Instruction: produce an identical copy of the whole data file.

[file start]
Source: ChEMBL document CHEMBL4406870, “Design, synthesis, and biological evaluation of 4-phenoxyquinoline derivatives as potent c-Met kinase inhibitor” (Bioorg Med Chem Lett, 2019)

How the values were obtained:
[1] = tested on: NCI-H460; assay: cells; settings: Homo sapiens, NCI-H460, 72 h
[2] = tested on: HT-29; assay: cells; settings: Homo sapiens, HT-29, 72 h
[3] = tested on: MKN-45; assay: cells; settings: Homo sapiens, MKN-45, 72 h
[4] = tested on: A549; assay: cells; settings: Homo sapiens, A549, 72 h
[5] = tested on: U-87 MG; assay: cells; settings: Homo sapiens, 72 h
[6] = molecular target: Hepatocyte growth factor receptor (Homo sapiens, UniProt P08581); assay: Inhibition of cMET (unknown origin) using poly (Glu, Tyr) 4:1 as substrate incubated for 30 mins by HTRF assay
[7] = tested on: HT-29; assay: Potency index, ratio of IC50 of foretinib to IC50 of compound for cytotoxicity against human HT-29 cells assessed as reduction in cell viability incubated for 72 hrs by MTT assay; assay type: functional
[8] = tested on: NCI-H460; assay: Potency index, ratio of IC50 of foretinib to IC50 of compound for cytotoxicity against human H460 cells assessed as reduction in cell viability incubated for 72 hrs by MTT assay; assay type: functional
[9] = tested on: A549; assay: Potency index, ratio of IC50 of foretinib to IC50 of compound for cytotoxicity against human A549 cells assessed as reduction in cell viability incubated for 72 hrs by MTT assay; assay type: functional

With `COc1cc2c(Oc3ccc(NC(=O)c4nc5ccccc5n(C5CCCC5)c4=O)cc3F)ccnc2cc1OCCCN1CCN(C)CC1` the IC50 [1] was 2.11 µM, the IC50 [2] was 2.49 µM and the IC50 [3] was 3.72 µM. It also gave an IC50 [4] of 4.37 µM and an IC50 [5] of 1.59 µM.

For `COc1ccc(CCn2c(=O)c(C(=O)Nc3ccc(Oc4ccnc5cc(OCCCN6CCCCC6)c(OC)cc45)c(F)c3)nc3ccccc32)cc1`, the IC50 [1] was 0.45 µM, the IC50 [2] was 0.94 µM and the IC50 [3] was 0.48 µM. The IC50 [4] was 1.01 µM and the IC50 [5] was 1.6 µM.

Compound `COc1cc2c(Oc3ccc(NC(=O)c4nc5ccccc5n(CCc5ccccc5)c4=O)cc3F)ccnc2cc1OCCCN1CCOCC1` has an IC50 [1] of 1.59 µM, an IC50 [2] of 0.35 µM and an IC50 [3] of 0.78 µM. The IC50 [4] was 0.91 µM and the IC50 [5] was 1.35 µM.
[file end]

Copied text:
Source: ChEMBL document CHEMBL4406870, “Design, synthesis, and biological evaluation of 4-phenoxyquinoline derivatives as potent c-Met kinase inhibitor” (Bioorg Med Chem Lett, 2019)

How the values were obtained:
[1] = tested on: NCI-H460; assay: cells; settings: Homo sapiens, NCI-H460, 72 h
[2] = tested on: HT-29; assay: cells; settings: Homo sapiens, HT-29, 72 h
[3] = tested on: MKN-45; assay: cells; settings: Homo sapiens, MKN-45, 72 h
[4] = tested on: A549; assay: cells; settings: Homo sapiens, A549, 72 h
[5] = tested on: U-87 MG; assay: cells; settings: Homo sapiens, 72 h
[6] = molecular target: Hepatocyte growth factor receptor (Homo sapiens, UniProt P08581); assay: Inhibition of cMET (unknown origin) using poly (Glu, Tyr) 4:1 as substrate incubated for 30 mins by HTRF assay
[7] = tested on: HT-29; assay: Potency index, ratio of IC50 of foretinib to IC50 of compound for cytotoxicity against human HT-29 cells assessed as reduction in cell viability incubated for 72 hrs by MTT assay; assay type: functional
[8] = tested on: NCI-H460; assay: Potency index, ratio of IC50 of foretinib to IC50 of compound for cytotoxicity against human H460 cells assessed as reduction in cell viability incubated for 72 hrs by MTT assay; assay type: functional
[9] = tested on: A549; assay: Potency index, ratio of IC50 of foretinib to IC50 of compound for cytotoxicity against human A549 cells assessed as reduction in cell viability incubated for 72 hrs by MTT assay; assay type: functional

With `COc1cc2c(Oc3ccc(NC(=O)c4nc5ccccc5n(C5CCCC5)c4=O)cc3F)ccnc2cc1OCCCN1CCN(C)CC1` the IC50 [1] was 2.11 µM, the IC50 [2] was 2.49 µM and the IC50 [3] was 3.72 µM. It also gave an IC50 [4] of 4.37 µM and an IC50 [5] of 1.59 µM.

For `COc1ccc(CCn2c(=O)c(C(=O)Nc3ccc(Oc4ccnc5cc(OCCCN6CCCCC6)c(OC)cc45)c(F)c3)nc3ccccc32)cc1`, the IC50 [1] was 0.45 µM, the IC50 [2] was 0.94 µM and the IC50 [3] was 0.48 µM. The IC50 [4] was 1.01 µM and the IC50 [5] was 1.6 µM.

Compound `COc1cc2c(Oc3ccc(NC(=O)c4nc5ccccc5n(CCc5ccccc5)c4=O)cc3F)ccnc2cc1OCCCN1CCOCC1` has an IC50 [1] of 1.59 µM, an IC50 [2] of 0.35 µM and an IC50 [3] of 0.78 µM. The IC50 [4] was 0.91 µM and the IC50 [5] was 1.35 µM.